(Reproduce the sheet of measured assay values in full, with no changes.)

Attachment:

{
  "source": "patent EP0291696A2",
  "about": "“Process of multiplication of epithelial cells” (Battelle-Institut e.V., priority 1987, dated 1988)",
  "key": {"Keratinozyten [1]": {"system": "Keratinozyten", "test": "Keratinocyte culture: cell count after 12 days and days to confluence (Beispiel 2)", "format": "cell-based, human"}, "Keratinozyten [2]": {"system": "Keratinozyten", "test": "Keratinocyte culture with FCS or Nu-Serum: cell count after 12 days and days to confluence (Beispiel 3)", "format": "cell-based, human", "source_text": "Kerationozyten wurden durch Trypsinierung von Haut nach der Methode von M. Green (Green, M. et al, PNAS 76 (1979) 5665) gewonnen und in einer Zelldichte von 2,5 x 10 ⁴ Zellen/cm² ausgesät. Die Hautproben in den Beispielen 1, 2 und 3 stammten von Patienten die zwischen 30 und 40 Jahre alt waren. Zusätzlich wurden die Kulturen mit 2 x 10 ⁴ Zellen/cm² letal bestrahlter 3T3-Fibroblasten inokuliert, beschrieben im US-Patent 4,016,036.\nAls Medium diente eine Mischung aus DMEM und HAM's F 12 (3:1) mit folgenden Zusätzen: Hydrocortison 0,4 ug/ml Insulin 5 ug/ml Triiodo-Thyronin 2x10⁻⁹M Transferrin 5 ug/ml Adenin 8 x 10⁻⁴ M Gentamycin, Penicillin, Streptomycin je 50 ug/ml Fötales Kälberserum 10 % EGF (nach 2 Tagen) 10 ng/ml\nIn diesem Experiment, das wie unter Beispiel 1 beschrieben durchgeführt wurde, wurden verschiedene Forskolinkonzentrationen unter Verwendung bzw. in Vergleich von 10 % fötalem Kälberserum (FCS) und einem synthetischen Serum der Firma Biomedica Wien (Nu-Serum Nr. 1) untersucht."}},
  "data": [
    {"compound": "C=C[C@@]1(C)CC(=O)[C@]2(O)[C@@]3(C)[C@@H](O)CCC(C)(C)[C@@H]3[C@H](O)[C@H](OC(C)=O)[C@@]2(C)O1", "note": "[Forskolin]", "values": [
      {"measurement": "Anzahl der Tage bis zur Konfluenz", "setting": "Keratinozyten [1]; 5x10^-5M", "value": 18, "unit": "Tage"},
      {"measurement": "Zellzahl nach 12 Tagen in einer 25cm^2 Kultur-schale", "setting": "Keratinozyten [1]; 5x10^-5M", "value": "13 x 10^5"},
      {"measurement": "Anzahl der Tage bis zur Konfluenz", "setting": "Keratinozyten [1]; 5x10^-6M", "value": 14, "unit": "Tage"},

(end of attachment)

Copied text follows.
{
  "source": "patent EP0291696A2",
  "about": "“Process of multiplication of epithelial cells” (Battelle-Institut e.V., priority 1987, dated 1988)",
  "key": {"Keratinozyten [1]": {"system": "Keratinozyten", "test": "Keratinocyte culture: cell count after 12 days and days to confluence (Beispiel 2)", "format": "cell-based, human"}, "Keratinozyten [2]": {"system": "Keratinozyten", "test": "Keratinocyte culture with FCS or Nu-Serum: cell count after 12 days and days to confluence (Beispiel 3)", "format": "cell-based, human", "source_text": "Kerationozyten wurden durch Trypsinierung von Haut nach der Methode von M. Green (Green, M. et al, PNAS 76 (1979) 5665) gewonnen und in einer Zelldichte von 2,5 x 10 ⁴ Zellen/cm² ausgesät. Die Hautproben in den Beispielen 1, 2 und 3 stammten von Patienten die zwischen 30 und 40 Jahre alt waren. Zusätzlich wurden die Kulturen mit 2 x 10 ⁴ Zellen/cm² letal bestrahlter 3T3-Fibroblasten inokuliert, beschrieben im US-Patent 4,016,036.\nAls Medium diente eine Mischung aus DMEM und HAM's F 12 (3:1) mit folgenden Zusätzen: Hydrocortison 0,4 ug/ml Insulin 5 ug/ml Triiodo-Thyronin 2x10⁻⁹M Transferrin 5 ug/ml Adenin 8 x 10⁻⁴ M Gentamycin, Penicillin, Streptomycin je 50 ug/ml Fötales Kälberserum 10 % EGF (nach 2 Tagen) 10 ng/ml\nIn diesem Experiment, das wie unter Beispiel 1 beschrieben durchgeführt wurde, wurden verschiedene Forskolinkonzentrationen unter Verwendung bzw. in Vergleich von 10 % fötalem Kälberserum (FCS) und einem synthetischen Serum der Firma Biomedica Wien (Nu-Serum Nr. 1) untersucht."}},
  "data": [
    {"compound": "C=C[C@@]1(C)CC(=O)[C@]2(O)[C@@]3(C)[C@@H](O)CCC(C)(C)[C@@H]3[C@H](O)[C@H](OC(C)=O)[C@@]2(C)O1", "note": "[Forskolin]", "values": [
      {"measurement": "Anzahl der Tage bis zur Konfluenz", "setting": "Keratinozyten [1]; 5x10^-5M", "value": 18, "unit": "Tage"},
      {"measurement": "Zellzahl nach 12 Tagen in einer 25cm^2 Kultur-schale", "setting": "Keratinozyten [1]; 5x10^-5M", "value": "13 x 10^5"},
      {"measurement": "Anzahl der Tage bis zur Konfluenz", "setting": "Keratinozyten [1]; 5x10^-6M", "value": 14, "unit": "Tage"},